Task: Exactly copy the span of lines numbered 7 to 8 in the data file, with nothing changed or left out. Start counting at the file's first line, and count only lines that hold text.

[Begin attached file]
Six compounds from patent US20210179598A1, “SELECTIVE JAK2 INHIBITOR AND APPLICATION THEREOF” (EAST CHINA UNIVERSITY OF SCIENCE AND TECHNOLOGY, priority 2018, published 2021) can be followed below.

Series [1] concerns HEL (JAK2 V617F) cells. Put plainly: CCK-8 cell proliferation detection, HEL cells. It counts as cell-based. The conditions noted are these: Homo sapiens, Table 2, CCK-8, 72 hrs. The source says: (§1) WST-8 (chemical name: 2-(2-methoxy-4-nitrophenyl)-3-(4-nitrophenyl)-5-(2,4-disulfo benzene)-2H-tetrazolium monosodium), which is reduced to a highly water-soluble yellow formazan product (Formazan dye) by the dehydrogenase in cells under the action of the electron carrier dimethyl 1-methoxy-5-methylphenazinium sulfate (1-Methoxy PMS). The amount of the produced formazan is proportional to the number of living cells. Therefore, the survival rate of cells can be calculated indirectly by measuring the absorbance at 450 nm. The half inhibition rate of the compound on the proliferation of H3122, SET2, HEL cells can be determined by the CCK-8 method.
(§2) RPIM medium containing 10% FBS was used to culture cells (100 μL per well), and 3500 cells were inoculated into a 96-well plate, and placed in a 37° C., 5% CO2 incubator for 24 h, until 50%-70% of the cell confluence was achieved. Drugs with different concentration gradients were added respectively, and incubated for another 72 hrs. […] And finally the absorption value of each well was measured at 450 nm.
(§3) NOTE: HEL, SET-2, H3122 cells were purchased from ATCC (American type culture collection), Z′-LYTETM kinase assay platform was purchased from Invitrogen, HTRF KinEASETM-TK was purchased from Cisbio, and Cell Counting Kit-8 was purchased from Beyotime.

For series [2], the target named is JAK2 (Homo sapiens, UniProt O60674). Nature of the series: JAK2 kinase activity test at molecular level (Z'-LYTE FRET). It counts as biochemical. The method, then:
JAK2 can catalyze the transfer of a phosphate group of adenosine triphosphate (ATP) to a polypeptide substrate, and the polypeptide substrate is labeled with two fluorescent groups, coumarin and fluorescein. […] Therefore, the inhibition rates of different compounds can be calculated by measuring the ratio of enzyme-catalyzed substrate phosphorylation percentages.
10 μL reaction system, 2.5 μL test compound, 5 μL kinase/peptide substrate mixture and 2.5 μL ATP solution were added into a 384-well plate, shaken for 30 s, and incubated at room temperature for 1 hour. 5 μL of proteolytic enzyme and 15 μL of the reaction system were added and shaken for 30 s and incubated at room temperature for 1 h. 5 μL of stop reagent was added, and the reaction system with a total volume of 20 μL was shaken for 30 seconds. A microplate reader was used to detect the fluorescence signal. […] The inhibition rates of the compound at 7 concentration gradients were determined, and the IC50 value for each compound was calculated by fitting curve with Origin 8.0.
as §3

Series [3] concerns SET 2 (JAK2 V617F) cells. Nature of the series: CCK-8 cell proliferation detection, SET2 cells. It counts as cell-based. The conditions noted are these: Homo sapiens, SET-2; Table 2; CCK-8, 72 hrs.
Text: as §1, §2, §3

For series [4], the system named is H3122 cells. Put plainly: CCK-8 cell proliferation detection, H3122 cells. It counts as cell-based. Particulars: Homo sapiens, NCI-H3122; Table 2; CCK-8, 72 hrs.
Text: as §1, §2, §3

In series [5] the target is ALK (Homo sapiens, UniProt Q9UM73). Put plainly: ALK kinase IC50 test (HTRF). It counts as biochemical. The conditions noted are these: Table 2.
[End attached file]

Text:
10 μL reaction system, 2.5 μL test compound, 5 μL kinase/peptide substrate mixture and 2.5 μL ATP solution were added into a 384-well plate, shaken for 30 s, and incubated at room temperature for 1 hour. 5 μL of proteolytic enzyme and 15 μL of the reaction system were added and shaken for 30 s and incubated at room temperature for 1 h. 5 μL of stop reagent was added, and the reaction system with a total volume of 20 μL was shaken for 30 seconds. A microplate reader was used to detect the fluorescence signal. […] The inhibition rates of the compound at 7 concentration gradients were determined, and the IC50 value for each compound was calculated by fitting curve with Origin 8.0.
as §3